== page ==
Ashbury’s mental health initiatives: 

Happy Culture: Ashbury follows the happy manifesto, this is a set of 10 core values that when implemented create a happy, productive workplace. The values are: 

    • Trust your people
    • Make your people feel good
    • Give freedom with clear guidelines
    • Be open and transparent  
    • Recruit for attitude, train for skill
    • Celebrate mistakes
    • Community: create mutual benefit  
    • Love work, get a life  
    • Select managers who are good at managing  
    • Play to your strengths

Time to talk: In 2013 Ashbury signed the Time to Talk pledge, this is a national campaign that encourages everyone to be more open to talking about mental health and tackling the stigma around it in the workplace. 

Feedback opportunities for continuous improvement: Each quarter Ashbury holds a staff survey which covers:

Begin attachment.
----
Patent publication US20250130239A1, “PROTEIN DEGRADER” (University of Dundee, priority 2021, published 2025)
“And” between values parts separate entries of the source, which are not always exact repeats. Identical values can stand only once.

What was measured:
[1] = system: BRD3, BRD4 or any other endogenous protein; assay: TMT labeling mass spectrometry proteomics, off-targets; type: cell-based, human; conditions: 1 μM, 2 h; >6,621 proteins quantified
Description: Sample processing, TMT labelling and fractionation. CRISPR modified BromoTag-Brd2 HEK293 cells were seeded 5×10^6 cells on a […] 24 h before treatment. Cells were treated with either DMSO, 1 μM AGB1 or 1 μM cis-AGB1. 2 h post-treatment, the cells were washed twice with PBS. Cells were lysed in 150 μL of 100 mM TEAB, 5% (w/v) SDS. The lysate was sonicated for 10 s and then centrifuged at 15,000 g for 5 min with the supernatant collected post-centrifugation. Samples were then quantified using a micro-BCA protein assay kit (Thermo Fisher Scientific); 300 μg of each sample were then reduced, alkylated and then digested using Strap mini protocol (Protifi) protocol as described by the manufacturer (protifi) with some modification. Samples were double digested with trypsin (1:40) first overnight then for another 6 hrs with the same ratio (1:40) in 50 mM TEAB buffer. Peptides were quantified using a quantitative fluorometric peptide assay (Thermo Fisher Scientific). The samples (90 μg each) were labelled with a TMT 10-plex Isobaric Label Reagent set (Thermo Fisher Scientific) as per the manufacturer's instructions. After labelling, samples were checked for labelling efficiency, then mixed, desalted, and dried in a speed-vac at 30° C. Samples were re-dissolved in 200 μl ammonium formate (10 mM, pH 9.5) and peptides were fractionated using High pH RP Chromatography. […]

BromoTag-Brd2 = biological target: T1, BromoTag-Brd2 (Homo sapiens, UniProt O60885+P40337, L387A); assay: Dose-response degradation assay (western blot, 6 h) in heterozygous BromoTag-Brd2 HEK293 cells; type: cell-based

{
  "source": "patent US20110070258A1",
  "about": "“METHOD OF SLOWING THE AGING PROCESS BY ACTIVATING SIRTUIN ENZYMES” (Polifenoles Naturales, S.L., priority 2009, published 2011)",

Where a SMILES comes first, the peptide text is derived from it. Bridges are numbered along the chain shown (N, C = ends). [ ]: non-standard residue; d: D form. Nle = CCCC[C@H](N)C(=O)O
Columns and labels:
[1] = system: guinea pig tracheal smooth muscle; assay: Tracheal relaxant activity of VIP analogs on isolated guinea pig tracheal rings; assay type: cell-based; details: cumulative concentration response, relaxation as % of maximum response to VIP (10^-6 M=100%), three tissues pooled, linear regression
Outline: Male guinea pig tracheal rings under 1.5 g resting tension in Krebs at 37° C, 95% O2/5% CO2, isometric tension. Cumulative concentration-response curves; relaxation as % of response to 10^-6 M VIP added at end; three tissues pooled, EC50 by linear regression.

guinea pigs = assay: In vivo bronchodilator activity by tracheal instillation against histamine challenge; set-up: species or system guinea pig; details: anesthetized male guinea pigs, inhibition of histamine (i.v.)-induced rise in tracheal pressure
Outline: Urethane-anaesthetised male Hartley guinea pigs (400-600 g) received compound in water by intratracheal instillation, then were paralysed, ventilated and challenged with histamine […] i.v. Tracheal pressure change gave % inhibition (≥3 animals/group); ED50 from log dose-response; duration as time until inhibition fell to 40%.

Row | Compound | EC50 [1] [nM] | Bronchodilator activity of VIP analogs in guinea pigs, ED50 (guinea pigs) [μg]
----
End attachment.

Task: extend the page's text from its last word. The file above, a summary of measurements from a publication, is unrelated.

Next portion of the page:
• Regard for employee mental health & wellbeing
    • Being able to see the impact your work makes on the company
    • Receiving recognition  
    • Happiness with the way you are being managed
    • Regularity of constructive feedback
    • Feeling heard & valued by your manager
    • Would you recommend Ashbury as a workplace?  
    • Day to day happiness in your role
    • Support through the pandemic 

We ask our team to rate each area out of 10, 1 being poor, 10 being excellent. In the last survey, the results for each area averaged out between 7 and 8. Meaning we have room for improvement, but for the most part, we have a very happy workforce!